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Here are some examples of what I'm talking about:

  • Mass events such as Burning Man, the Olympics, and the World Cup sell out tickets very quickly which forces fans to resort to scalping or using bots if they want to secure a spot
  • Concerts of popular artists sell out very quickly which creates a massive scalping market
  • Limited editions of clothing suffer from automated bots buying up and reselling almost all of their stock in a matter of seconds
  • Popular restaurants sometimes require making a reservation several days in advance or don't take reservations and have everyone wait in line for a long time
  • Daycares in Canada and the US frequently have waiting lists of several years which forces parents to sign up for one as soon as they conceive

I'm sure there are more examples of such practices that I'm not aware of. All of them could have addressed the difficulty of obtaining the product through some form of dynamic pricing - as demand goes up you increase the price, as demand goes down you decrease it. Various forms of auctions could also be used to determine the price, if required. This is how the world of airlines operates these days - planes are almost never sold out, but you might find that a ticket costs 10x the original price if you buy one right before departure.

  1. What's the name for such business policies in economic theory?
  2. Why would a business choose to follow such practices?
  3. Can this strategy actually result in higher profits over the long term or are businesses losing money by not using dynamic pricing?
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    $\begingroup$ You may be interested in Becker, "A Note on Restaurant Pricing and Other Examples of Social Influences on Price", (1991) and the surrounding literature. $\endgroup$ – Kenny LJ Aug 23 '19 at 3:38
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Your question is somewhat ill-posed as stated, because none of your examples are good instances of businesses creating artificial scarcity. Each of them are businesses that face real capacity constraints, whether it be building space and fire-code restrictions or an attempt to manage a sort of tragedy-of-the-commons demeaning of the service.

But you are right in wondering why these businesses don't run their prices up until demand meets capacity. It's basically down to a choice by the business whether to ration through pricing, or ration through queueing.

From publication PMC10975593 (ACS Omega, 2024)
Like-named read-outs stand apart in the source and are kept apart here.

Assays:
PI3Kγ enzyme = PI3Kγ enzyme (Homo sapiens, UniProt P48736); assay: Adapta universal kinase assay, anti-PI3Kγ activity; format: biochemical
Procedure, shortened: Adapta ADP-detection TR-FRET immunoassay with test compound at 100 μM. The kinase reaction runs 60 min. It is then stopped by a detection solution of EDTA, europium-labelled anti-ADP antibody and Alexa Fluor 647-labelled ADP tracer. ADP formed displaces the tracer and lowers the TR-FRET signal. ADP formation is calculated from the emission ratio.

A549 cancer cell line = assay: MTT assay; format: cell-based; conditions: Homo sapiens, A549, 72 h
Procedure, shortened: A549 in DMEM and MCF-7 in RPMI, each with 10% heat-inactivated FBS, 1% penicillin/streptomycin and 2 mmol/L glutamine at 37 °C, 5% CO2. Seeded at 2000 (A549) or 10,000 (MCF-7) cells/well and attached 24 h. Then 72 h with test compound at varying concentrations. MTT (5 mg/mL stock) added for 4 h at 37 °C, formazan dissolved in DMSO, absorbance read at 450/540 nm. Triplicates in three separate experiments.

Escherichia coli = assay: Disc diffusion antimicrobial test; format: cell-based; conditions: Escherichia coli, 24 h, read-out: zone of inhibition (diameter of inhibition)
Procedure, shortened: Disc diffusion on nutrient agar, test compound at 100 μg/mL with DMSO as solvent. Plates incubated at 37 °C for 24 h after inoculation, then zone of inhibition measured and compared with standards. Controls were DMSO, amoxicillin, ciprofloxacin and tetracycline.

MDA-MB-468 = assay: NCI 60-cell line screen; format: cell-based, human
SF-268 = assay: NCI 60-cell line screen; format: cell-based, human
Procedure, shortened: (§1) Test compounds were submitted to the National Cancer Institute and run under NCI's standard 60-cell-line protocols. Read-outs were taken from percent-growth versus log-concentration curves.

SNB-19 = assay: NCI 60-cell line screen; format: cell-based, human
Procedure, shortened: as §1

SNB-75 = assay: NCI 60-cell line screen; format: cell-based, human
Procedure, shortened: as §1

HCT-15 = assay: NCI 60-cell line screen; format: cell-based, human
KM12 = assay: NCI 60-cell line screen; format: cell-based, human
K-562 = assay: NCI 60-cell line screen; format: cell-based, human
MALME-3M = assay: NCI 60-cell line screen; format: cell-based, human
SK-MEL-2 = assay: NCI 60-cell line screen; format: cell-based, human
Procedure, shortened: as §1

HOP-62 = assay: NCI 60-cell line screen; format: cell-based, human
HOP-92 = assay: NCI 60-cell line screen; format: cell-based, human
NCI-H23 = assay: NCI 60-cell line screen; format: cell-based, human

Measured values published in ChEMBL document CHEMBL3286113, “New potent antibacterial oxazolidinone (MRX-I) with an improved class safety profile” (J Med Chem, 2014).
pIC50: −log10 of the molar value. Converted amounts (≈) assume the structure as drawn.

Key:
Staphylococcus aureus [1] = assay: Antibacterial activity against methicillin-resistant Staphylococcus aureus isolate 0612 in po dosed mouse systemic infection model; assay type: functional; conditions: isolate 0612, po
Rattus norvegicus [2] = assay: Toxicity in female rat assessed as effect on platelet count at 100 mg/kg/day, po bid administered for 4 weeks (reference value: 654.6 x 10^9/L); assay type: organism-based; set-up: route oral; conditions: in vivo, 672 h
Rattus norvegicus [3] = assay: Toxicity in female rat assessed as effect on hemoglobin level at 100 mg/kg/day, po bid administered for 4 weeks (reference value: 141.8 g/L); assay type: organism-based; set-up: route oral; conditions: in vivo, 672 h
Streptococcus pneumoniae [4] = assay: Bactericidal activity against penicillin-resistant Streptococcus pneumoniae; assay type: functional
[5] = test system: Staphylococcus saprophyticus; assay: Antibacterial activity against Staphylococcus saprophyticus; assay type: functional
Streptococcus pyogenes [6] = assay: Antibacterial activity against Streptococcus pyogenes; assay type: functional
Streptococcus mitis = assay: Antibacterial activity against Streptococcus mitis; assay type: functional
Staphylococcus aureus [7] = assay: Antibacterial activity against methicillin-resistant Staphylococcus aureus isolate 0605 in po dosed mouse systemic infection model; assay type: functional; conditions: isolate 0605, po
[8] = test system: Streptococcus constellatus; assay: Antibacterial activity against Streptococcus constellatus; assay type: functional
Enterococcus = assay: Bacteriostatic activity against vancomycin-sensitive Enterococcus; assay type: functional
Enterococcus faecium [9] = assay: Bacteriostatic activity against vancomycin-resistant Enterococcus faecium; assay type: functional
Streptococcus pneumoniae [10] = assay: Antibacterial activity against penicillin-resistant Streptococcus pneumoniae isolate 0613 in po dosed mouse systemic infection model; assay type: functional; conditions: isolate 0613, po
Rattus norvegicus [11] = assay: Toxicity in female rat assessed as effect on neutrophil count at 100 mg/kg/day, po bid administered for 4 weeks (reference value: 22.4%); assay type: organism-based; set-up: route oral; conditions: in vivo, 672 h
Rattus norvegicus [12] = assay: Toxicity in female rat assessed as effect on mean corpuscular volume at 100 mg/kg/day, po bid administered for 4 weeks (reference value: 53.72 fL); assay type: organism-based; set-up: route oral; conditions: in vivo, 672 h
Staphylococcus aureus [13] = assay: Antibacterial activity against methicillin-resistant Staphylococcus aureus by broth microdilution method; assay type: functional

Queueing is viewed, rightly or wrongly, as a more "fair" means of rationing, since (in the case of non-essential goods) everyone has the same endowment of hours in the day. To the extent that this is true, it's a means to distribute the good or service equitably in a cross-class sense.

It is also a more robust business model in terms of revenue stability, as it leaves much of the "clearing house" work in the respective markets to consumers themselves. One alternative would be to continually monitor the market and adjust prices to keep patronage at or near existing capacity, which is a tricky balancing act that entails potentially high information and menu costs.

Another, obviously, would be to expand the enterprise - but economies of scale must be present. Even then there are associated costs and risks - expansion can serve to dilute a brand, and very few restaurant franchises receive Michelin stars. The market for event space is extremely fraught politically, and the subject of a lot of recent academic interest.

Scalping is an example of arbitrage that takes advantage of the inherent inefficiency of queueing. One can argue that tickets sold in advance of an event must be priced below their value, with the difference being a combination of a risk premium the venue-owner pays to be assured of a full house well in advance and a risk discount that event-goers demand because of the non-zero possibility of their attendance being disrupted at the last minute. Flesh-and-blood scalpers make money off of the rapid market shifts that arise due to the resolving of this uncertainty for both parties, and it could be argued that this leads to a more efficient market.

Of course, software breaks this model entirely, and so I wouldn't make that argument today. But it's certainly true that whatever value scalpers have captured historically was money that even large monopolies like Ticketmaster were not especially inclined to capture for themselves, suggesting that the costs of doing so exceeded the expected benefits.

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I think it's more about customer's perception. If they were to raise their prices, they might be perceived as blood-thirsty artists/restaurants/etc. who take advantage of their customers. Instead, by keeping the prices low and having queues outside, it becomes a kind of advertising.

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Well, this is a hot topic where I live. Basically most of Central and Northern Europe is suffering from an overheated economy in certain sectors. So, if you want to get a house built or some construction repaired, or have some maintenance done on a gas boiler, you are looking at waiting a long time to get someone in, and you are looking at low quality work in general. I won't mention the equivalent problems in health services because that's more a state-vs-corporate pay struggle.

The problem as I see it is that right now personal TIME is way more important than SAVINGS. People simply prefer to earn less and have more quality life, because their sense of SECURITY in potential earnings precludes the need for SAVINGS. In short, people are lazy and prefer to earn enough and work less, rather than work more and earn in excess.

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